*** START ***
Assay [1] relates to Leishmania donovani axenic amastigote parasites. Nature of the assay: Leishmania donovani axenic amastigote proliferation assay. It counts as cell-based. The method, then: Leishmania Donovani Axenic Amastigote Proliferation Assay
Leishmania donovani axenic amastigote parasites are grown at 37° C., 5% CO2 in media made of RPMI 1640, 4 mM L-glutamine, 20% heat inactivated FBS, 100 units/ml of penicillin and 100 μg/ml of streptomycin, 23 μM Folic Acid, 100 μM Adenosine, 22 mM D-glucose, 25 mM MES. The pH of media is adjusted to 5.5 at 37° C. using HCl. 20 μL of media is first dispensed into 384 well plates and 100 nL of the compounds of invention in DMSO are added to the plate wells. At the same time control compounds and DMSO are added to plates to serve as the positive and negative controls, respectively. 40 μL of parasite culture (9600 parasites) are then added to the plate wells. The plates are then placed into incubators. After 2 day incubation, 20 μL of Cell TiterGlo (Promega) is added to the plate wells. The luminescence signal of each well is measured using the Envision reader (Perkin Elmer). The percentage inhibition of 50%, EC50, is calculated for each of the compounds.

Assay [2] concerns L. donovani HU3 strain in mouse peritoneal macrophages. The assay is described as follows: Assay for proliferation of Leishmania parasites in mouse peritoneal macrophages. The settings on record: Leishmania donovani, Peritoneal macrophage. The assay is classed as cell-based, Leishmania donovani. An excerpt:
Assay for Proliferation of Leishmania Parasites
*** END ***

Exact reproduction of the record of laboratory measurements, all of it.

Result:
Assay [1] relates to Leishmania donovani axenic amastigote parasites. Nature of the assay: Leishmania donovani axenic amastigote proliferation assay. It counts as cell-based. The method, then: Leishmania Donovani Axenic Amastigote Proliferation Assay
Leishmania donovani axenic amastigote parasites are grown at 37° C., 5% CO2 in media made of RPMI 1640, 4 mM L-glutamine, 20% heat inactivated FBS, 100 units/ml of penicillin and 100 μg/ml of streptomycin, 23 μM Folic Acid, 100 μM Adenosine, 22 mM D-glucose, 25 mM MES. The pH of media is adjusted to 5.5 at 37° C. using HCl. 20 μL of media is first dispensed into 384 well plates and 100 nL of the compounds of invention in DMSO are added to the plate wells. At the same time control compounds and DMSO are added to plates to serve as the positive and negative controls, respectively. 40 μL of parasite culture (9600 parasites) are then added to the plate wells. The plates are then placed into incubators. After 2 day incubation, 20 μL of Cell TiterGlo (Promega) is added to the plate wells. The luminescence signal of each well is measured using the Envision reader (Perkin Elmer). The percentage inhibition of 50%, EC50, is calculated for each of the compounds.

Assay [2] concerns L. donovani HU3 strain in mouse peritoneal macrophages. The assay is described as follows: Assay for proliferation of Leishmania parasites in mouse peritoneal macrophages. The settings on record: Leishmania donovani, Peritoneal macrophage. The assay is classed as cell-based, Leishmania donovani. An excerpt:
Assay for Proliferation of Leishmania Parasites